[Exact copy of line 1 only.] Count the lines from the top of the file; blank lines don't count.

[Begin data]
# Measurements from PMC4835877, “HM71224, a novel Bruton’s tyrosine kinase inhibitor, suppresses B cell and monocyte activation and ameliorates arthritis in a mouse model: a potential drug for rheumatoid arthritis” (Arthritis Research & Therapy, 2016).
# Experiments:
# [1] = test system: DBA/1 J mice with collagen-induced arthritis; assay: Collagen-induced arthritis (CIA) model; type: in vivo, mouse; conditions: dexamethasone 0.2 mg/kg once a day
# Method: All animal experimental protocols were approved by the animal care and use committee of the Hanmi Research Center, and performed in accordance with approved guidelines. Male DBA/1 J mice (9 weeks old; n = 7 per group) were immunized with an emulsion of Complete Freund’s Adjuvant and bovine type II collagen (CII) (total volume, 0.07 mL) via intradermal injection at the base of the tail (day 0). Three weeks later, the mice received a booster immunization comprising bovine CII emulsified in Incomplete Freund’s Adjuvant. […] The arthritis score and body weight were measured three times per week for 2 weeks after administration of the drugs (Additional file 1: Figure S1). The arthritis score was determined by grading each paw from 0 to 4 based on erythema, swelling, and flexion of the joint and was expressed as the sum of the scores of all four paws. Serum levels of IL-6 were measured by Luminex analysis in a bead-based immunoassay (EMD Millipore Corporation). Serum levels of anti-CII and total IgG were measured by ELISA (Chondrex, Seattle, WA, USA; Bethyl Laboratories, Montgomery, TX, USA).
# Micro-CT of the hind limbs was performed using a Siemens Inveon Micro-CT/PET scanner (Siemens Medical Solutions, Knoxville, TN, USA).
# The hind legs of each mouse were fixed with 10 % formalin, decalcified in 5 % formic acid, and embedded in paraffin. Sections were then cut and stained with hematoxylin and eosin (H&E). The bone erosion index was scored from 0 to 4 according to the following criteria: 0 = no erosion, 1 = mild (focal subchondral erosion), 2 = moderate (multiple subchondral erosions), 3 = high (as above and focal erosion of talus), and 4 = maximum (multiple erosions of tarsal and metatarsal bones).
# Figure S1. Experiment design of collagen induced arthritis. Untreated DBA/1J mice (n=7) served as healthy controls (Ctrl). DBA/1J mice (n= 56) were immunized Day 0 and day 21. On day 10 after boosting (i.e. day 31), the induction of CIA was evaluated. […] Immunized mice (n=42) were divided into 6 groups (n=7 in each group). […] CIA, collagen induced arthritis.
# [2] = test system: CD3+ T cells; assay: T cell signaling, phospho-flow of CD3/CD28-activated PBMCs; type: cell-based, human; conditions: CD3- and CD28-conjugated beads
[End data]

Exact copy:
# Measurements from PMC4835877, “HM71224, a novel Bruton’s tyrosine kinase inhibitor, suppresses B cell and monocyte activation and ameliorates arthritis in a mouse model: a potential drug for rheumatoid arthritis” (Arthritis Research & Therapy, 2016).